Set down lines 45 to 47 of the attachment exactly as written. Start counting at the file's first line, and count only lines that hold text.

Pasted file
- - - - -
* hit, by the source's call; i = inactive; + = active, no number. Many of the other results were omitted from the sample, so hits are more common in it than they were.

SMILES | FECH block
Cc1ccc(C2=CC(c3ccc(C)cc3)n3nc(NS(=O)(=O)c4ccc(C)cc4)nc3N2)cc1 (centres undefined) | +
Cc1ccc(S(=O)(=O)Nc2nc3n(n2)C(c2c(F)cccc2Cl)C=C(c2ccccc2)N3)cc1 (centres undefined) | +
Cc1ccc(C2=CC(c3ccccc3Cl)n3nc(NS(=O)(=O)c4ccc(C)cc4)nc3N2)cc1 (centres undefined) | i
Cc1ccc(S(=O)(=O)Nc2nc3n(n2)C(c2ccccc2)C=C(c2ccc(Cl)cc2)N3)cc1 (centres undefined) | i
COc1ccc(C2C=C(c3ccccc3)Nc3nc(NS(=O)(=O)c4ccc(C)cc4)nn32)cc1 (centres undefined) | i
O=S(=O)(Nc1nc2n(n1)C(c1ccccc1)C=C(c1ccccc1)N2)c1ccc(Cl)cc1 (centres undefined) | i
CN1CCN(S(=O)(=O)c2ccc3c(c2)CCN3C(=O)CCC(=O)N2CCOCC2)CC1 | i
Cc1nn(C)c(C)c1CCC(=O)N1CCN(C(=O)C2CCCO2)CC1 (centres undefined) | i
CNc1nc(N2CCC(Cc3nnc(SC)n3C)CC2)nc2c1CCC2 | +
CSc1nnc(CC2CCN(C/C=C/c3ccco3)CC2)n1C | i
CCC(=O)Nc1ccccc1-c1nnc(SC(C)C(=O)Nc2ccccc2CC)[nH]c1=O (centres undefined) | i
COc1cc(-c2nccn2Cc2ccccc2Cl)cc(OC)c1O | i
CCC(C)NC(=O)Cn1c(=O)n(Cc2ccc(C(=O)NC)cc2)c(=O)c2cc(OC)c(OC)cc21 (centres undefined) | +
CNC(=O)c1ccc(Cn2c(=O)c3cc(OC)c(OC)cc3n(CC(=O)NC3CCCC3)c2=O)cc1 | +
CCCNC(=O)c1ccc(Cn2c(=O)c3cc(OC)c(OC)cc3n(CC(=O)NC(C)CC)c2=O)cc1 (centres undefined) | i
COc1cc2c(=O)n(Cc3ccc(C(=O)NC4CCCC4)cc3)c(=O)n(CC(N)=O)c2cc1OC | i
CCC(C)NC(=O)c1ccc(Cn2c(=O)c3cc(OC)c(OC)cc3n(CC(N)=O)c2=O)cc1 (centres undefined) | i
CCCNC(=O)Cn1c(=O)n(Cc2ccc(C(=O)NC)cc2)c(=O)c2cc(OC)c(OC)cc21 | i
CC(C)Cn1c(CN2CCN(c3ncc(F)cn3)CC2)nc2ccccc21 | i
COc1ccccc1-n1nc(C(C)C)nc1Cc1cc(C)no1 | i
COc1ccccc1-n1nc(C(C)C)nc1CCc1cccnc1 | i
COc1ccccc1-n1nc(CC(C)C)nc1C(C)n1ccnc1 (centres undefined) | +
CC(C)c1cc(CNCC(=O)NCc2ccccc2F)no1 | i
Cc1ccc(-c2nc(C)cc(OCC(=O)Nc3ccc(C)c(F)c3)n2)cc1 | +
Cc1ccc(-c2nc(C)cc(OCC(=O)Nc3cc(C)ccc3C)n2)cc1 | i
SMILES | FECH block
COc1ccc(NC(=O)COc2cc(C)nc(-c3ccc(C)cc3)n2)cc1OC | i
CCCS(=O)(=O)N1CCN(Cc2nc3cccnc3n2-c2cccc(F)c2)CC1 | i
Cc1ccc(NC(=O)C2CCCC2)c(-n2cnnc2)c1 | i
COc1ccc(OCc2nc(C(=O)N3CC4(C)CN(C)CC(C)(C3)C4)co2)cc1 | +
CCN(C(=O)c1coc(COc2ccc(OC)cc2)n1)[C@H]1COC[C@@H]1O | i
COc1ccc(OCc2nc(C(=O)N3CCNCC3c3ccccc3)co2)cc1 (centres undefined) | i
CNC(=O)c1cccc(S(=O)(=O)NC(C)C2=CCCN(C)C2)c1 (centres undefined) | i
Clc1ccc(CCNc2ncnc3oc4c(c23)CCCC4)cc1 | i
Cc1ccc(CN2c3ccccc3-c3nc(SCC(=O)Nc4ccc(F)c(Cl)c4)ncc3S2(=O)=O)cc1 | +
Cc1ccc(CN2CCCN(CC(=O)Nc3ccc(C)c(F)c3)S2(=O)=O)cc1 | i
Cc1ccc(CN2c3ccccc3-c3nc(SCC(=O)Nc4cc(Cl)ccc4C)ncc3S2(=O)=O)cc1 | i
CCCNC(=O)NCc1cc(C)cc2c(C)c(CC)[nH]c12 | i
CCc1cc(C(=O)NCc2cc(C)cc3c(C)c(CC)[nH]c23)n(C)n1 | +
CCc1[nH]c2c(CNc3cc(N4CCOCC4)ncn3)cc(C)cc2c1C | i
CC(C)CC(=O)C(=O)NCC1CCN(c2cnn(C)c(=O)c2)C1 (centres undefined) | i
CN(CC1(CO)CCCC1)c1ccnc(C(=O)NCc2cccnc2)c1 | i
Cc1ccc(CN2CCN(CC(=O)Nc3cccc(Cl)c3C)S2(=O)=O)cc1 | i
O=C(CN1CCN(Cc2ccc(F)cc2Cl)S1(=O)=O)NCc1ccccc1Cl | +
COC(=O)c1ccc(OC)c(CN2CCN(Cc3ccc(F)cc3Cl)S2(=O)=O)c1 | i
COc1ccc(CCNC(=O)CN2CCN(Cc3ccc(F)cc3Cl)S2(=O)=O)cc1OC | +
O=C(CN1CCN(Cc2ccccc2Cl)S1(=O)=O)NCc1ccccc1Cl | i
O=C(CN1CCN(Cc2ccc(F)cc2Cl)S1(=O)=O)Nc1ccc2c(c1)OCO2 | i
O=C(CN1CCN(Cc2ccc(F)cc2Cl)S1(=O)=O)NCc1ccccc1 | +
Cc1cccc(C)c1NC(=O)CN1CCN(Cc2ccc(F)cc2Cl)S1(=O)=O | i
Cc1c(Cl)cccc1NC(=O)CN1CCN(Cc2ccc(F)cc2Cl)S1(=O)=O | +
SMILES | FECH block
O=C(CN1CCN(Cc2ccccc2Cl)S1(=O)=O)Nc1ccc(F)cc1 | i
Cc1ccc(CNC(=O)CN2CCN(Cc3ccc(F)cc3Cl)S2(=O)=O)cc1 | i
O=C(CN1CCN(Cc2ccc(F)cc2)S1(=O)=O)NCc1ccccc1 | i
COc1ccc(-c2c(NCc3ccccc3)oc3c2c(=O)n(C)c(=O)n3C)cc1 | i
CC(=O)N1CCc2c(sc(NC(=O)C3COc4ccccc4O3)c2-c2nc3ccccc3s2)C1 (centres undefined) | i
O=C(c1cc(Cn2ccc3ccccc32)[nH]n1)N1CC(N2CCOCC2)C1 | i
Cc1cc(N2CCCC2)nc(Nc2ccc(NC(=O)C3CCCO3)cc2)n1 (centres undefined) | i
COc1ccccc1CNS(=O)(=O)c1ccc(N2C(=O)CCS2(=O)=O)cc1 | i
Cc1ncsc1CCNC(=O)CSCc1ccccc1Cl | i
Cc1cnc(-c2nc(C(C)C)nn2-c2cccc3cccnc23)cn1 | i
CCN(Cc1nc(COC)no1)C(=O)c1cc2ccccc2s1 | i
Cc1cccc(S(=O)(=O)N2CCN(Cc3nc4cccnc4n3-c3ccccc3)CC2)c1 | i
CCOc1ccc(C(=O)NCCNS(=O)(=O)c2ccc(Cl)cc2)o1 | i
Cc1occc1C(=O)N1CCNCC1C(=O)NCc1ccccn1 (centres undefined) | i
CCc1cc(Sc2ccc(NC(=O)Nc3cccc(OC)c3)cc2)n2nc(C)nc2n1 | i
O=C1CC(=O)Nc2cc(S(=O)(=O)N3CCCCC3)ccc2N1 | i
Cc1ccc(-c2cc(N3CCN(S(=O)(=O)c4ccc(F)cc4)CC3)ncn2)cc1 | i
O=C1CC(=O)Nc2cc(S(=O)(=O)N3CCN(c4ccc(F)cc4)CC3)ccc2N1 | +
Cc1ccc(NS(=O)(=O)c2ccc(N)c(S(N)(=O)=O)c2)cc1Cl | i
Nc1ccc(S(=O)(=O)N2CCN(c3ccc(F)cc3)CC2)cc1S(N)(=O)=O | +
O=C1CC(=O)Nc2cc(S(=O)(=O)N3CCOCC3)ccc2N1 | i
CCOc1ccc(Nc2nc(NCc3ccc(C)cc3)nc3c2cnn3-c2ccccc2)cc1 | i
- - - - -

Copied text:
Cc1ccc(CN2CCN(CC(=O)Nc3cccc(Cl)c3C)S2(=O)=O)cc1 | i
O=C(CN1CCN(Cc2ccc(F)cc2Cl)S1(=O)=O)NCc1ccccc1Cl | +
COC(=O)c1ccc(OC)c(CN2CCN(Cc3ccc(F)cc3Cl)S2(=O)=O)c1 | i